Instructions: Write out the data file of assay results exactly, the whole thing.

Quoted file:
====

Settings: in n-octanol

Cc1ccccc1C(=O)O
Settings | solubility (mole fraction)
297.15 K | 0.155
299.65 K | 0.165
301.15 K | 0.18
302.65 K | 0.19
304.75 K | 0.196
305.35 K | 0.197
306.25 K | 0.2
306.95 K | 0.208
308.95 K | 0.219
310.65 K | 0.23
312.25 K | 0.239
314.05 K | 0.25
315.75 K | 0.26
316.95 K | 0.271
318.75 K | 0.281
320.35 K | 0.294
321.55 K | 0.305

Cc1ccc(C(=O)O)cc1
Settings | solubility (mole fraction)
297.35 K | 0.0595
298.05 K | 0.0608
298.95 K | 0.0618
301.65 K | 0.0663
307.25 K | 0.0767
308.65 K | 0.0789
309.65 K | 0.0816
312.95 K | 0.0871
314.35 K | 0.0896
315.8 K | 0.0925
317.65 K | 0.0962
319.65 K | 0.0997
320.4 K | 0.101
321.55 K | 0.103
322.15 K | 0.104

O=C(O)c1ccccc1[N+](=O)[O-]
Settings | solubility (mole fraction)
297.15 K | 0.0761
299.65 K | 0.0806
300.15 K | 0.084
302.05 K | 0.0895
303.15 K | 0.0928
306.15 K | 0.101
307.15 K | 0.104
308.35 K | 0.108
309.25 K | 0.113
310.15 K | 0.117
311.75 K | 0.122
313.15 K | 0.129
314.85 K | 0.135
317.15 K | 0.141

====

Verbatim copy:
Settings: in n-octanol

Cc1ccccc1C(=O)O
Settings | solubility (mole fraction)
297.15 K | 0.155
299.65 K | 0.165
301.15 K | 0.18
302.65 K | 0.19
304.75 K | 0.196
305.35 K | 0.197
306.25 K | 0.2
306.95 K | 0.208
308.95 K | 0.219
310.65 K | 0.23
312.25 K | 0.239
314.05 K | 0.25
315.75 K | 0.26
316.95 K | 0.271
318.75 K | 0.281
320.35 K | 0.294
321.55 K | 0.305

Cc1ccc(C(=O)O)cc1
Settings | solubility (mole fraction)
297.35 K | 0.0595
298.05 K | 0.0608
298.95 K | 0.0618
301.65 K | 0.0663
307.25 K | 0.0767
308.65 K | 0.0789
309.65 K | 0.0816
312.95 K | 0.0871
314.35 K | 0.0896
315.8 K | 0.0925
317.65 K | 0.0962
319.65 K | 0.0997
320.4 K | 0.101
321.55 K | 0.103
322.15 K | 0.104

O=C(O)c1ccccc1[N+](=O)[O-]
Settings | solubility (mole fraction)
297.15 K | 0.0761
299.65 K | 0.0806
300.15 K | 0.084
302.05 K | 0.0895
303.15 K | 0.0928
306.15 K | 0.101
307.15 K | 0.104
308.35 K | 0.108
309.25 K | 0.113
310.15 K | 0.117
311.75 K | 0.122
313.15 K | 0.129
314.85 K | 0.135
317.15 K | 0.141